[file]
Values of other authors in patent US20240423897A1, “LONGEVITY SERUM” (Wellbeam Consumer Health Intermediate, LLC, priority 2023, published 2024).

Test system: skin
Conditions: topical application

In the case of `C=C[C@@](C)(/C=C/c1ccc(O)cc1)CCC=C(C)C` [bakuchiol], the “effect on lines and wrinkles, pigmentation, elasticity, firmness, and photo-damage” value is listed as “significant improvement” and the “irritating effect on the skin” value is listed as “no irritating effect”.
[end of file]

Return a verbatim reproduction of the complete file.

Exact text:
Values of other authors in patent US20240423897A1, “LONGEVITY SERUM” (Wellbeam Consumer Health Intermediate, LLC, priority 2023, published 2024).

Test system: skin
Conditions: topical application

In the case of `C=C[C@@](C)(/C=C/c1ccc(O)cc1)CCC=C(C)C` [bakuchiol], the “effect on lines and wrinkles, pigmentation, elasticity, firmness, and photo-damage” value is listed as “significant improvement” and the “irritating effect on the skin” value is listed as “no irritating effect”.